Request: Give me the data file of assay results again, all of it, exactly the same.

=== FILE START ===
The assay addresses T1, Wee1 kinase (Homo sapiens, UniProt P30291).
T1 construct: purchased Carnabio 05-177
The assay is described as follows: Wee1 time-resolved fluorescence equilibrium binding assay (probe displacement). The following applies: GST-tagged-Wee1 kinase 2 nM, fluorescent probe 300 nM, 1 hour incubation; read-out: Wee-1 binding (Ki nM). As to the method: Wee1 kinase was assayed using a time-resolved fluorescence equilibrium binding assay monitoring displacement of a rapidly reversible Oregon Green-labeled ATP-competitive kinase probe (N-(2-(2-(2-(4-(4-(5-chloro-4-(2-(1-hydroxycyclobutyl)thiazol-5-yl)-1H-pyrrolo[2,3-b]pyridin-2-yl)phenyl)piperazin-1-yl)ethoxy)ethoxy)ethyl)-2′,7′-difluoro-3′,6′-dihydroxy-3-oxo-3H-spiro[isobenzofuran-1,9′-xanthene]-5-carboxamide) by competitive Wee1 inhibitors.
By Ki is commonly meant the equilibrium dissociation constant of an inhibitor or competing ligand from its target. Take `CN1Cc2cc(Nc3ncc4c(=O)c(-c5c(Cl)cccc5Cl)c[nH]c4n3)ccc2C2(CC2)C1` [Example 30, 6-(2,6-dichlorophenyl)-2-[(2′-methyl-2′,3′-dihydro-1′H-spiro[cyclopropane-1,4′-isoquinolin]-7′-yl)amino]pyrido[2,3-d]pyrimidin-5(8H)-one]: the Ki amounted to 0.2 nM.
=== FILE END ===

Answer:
The assay addresses T1, Wee1 kinase (Homo sapiens, UniProt P30291).
T1 construct: purchased Carnabio 05-177
The assay is described as follows: Wee1 time-resolved fluorescence equilibrium binding assay (probe displacement). The following applies: GST-tagged-Wee1 kinase 2 nM, fluorescent probe 300 nM, 1 hour incubation; read-out: Wee-1 binding (Ki nM). As to the method: Wee1 kinase was assayed using a time-resolved fluorescence equilibrium binding assay monitoring displacement of a rapidly reversible Oregon Green-labeled ATP-competitive kinase probe (N-(2-(2-(2-(4-(4-(5-chloro-4-(2-(1-hydroxycyclobutyl)thiazol-5-yl)-1H-pyrrolo[2,3-b]pyridin-2-yl)phenyl)piperazin-1-yl)ethoxy)ethoxy)ethyl)-2′,7′-difluoro-3′,6′-dihydroxy-3-oxo-3H-spiro[isobenzofuran-1,9′-xanthene]-5-carboxamide) by competitive Wee1 inhibitors.
By Ki is commonly meant the equilibrium dissociation constant of an inhibitor or competing ligand from its target. Take `CN1Cc2cc(Nc3ncc4c(=O)c(-c5c(Cl)cccc5Cl)c[nH]c4n3)ccc2C2(CC2)C1` [Example 30, 6-(2,6-dichlorophenyl)-2-[(2′-methyl-2′,3′-dihydro-1′H-spiro[cyclopropane-1,4′-isoquinolin]-7′-yl)amino]pyrido[2,3-d]pyrimidin-5(8H)-one]: the Ki amounted to 0.2 nM.